BANKS AND BANKING ‑- SAVINGS AND LOANS ‑- AUTHORITY OF CREDIT UNION TO INVEST IN OUT OF STATE SAVINGS AND LOAN ASSOCIATIONS.
A credit union may not invest its capital in a savings and loan association doing business in the state of Washington but organized under the laws of another state.
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May 12, 1958
Honorable Lloyd K. Nelson
Director, Department of General Administration
General Administration Building
Olympia, Washington Cite as: AGO 57-58 No. 194
Attention: !ttMr. George L. Barner, Supervisor
Division of Savings and Loan
By letter, previously acknowledged, you have requested the advice of this office on a question which we, for convenience, paraphrase as follows:
May a credit union invest its capital in a savings and loan association organized under the laws of a sister state, but qualified to do business in Washington?
We answer your question in the negative.
RCW 31.12.260 (1957 Supp.) provides, in pertinent part, as follows:
"The capital, deposits, and surplus of a credit union . . . may be . . . invested . . . in the shares of other credit unions or savings and loan associations organized under the laws of this state or the United States. . . ."
[[Orig. Op. Page 2]]
This statutory provision is clear upon its face. The language is plain, unambiguous, and well understood according to its natural and ordinary sense and meaning. It therefore furnishes a rule of construction beyond which a court cannot go. Parkhurst v. City of Everett, 151 Wash. Dec. 261 [[51 Wn.2d 292]]. The statute must be read to limit credit unions to dealing with domestic associations or to Federal savings and loan associations organized under the provisions of Title 12, § 1464, U.S.C.A., which are immune from state regulation. SeeElwert v. Pacific First Federal Savings & Loan Association of Tacoma, Wash., 138 F.Supp. 395. By specific reference to domestic or United States loan agencies, this statute also comes within the maxim "expression of one thing excludes all others not expressed." Ramsay v. Department of Labor and Industries, 36 Wn. (2d) 410.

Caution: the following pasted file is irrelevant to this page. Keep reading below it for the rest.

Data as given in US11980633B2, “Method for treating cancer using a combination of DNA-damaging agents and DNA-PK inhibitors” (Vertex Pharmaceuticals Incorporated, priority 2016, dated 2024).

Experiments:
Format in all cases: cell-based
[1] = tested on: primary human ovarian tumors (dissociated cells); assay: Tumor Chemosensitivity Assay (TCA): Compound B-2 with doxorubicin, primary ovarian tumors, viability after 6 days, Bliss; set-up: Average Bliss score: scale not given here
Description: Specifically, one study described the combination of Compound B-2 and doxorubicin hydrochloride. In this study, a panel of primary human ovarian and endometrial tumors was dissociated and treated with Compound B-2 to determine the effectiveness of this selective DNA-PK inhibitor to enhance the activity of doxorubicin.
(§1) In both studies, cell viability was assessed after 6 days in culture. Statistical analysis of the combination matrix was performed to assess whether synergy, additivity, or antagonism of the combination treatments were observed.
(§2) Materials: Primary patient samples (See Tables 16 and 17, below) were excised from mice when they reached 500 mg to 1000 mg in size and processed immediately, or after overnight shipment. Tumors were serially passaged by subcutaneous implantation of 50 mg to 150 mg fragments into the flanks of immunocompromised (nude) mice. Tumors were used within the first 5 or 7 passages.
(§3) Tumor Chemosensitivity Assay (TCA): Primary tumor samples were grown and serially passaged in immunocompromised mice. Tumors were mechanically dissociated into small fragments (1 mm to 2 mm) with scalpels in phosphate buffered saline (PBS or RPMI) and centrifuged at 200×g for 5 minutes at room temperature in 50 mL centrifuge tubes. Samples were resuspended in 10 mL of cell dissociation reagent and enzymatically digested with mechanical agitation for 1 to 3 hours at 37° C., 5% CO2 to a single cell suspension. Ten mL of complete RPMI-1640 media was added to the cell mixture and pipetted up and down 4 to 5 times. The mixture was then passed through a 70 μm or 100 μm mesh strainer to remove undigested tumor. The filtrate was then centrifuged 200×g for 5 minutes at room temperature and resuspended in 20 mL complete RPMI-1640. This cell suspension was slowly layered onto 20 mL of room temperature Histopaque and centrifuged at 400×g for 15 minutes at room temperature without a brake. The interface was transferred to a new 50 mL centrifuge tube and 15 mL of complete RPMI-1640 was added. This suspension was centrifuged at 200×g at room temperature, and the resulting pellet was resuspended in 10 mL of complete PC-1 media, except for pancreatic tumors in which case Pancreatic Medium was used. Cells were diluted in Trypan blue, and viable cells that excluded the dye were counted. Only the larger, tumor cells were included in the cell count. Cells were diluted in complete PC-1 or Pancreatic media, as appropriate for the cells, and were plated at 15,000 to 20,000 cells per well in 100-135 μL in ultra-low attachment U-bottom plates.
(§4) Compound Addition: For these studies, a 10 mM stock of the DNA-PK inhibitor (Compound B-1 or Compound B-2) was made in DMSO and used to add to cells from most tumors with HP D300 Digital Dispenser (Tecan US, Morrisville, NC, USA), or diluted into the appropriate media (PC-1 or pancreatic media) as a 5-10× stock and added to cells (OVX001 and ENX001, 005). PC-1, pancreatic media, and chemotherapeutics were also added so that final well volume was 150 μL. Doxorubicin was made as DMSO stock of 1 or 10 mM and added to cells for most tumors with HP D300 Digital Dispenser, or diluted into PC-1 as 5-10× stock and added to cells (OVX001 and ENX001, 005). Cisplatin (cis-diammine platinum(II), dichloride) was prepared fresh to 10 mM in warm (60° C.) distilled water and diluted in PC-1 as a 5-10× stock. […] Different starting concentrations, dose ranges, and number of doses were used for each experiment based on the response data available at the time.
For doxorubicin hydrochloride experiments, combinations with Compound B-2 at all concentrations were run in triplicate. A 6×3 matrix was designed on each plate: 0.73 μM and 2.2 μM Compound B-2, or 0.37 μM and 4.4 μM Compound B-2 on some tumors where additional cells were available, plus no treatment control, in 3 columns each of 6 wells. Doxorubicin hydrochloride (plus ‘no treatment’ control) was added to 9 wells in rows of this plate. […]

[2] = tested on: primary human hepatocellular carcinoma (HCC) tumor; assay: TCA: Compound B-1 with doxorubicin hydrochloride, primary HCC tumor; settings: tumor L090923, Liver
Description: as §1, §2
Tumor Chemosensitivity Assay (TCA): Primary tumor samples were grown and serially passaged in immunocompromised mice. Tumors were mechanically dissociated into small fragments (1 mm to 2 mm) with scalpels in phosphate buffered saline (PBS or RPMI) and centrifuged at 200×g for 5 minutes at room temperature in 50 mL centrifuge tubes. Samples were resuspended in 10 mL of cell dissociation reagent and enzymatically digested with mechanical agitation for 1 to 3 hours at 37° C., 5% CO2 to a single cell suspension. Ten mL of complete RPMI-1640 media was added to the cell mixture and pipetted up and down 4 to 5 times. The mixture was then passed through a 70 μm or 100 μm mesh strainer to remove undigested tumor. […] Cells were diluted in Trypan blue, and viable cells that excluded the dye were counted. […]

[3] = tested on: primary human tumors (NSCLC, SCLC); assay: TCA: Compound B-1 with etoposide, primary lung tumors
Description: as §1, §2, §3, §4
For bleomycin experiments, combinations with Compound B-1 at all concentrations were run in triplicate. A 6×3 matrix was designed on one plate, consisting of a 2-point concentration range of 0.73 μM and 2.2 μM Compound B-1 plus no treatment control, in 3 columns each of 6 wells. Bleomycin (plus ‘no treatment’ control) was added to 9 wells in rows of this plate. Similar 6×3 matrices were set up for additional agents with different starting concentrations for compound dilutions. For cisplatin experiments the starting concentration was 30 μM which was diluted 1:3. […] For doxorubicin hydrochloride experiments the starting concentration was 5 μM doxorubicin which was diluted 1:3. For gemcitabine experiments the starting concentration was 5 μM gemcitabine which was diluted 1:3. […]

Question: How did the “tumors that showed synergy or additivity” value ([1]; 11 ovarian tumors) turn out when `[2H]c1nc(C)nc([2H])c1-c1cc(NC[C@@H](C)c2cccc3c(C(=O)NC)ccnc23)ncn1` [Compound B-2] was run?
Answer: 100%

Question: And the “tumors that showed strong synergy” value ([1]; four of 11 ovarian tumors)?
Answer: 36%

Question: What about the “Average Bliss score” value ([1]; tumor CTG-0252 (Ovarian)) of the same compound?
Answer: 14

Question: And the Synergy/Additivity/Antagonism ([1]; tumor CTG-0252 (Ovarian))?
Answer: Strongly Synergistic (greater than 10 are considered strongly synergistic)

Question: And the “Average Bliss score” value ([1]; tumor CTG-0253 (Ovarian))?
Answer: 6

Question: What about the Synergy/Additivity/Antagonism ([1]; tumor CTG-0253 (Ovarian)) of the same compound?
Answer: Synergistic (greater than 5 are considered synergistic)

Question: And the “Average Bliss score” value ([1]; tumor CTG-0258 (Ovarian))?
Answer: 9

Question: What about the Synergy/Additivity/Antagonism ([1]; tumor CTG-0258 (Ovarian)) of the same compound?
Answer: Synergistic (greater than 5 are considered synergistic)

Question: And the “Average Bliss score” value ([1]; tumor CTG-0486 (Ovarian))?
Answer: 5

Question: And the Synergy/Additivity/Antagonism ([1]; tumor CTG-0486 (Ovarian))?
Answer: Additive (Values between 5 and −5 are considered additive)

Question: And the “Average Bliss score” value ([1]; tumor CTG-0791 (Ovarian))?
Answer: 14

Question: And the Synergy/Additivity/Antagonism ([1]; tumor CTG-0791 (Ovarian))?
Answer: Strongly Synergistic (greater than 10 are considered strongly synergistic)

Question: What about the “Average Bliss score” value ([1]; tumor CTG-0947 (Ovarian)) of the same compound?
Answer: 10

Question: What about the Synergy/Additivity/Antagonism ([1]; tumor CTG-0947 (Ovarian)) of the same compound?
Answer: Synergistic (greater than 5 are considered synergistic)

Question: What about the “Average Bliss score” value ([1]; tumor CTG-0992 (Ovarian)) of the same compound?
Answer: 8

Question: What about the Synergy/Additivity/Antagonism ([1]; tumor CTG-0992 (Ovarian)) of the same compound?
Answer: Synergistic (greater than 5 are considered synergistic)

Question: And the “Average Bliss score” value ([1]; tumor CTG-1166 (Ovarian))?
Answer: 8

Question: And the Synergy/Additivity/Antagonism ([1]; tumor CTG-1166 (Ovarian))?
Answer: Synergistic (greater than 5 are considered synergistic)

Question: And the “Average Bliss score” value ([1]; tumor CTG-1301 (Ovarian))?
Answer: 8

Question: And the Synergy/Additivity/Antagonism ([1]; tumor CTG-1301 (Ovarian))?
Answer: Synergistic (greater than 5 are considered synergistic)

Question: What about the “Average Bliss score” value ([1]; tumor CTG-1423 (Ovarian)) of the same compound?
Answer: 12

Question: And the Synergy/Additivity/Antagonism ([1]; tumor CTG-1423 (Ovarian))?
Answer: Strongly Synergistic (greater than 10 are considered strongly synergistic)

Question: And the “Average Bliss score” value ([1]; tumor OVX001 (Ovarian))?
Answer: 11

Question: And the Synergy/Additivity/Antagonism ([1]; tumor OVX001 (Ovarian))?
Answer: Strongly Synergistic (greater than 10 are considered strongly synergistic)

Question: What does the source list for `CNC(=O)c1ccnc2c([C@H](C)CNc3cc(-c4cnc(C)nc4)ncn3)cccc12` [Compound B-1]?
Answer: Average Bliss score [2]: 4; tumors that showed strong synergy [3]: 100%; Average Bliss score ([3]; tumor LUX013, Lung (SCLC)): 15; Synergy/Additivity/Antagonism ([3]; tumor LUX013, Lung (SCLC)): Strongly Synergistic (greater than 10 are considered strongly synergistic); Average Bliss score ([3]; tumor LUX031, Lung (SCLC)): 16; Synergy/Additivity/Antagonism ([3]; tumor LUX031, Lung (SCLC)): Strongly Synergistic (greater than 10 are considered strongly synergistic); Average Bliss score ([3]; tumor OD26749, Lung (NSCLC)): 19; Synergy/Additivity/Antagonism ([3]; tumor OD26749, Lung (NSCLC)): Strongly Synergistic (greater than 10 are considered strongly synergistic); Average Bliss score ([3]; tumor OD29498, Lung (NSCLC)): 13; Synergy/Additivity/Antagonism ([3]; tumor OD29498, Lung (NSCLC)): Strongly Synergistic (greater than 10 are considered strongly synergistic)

By application of the above rules of statutory construction, it is evident that a savings and loan association organized under the laws of another state does not come within the definition of those corporations with which a credit union is authorized to deal, unless qualification to do business constitutes organization under the laws of Washington. This is not the case. Domestication of foreign corporations is a matter of legislative intent, and such intent must be explicit. See,Vaughan v. Nashville C. & St. L. R. Co., 232 S.W. 411, 18 A.L.R. 124;Daniel v. Gold Hill Mining Co., 28 Wash. 411. There is nothing in the present law on foreign savings and loan associations (chapter 33.32 RCW) which gives any indication of legislative intent to place foreign corporations in the same status as domestic associations.
Accordingly, it is our conclusion that credit unions are precluded from investing their capital, deposits, or surplus in any building and loan association which is not organized "under the laws of this state or the United States" although it may be qualified to transact business in Washington.
We trust the foregoing will be of some assistance to you.
Very truly yours,
JOHN J. O'CONNELL
JAMES R. CUNNINGHAM
Assistant Attorney General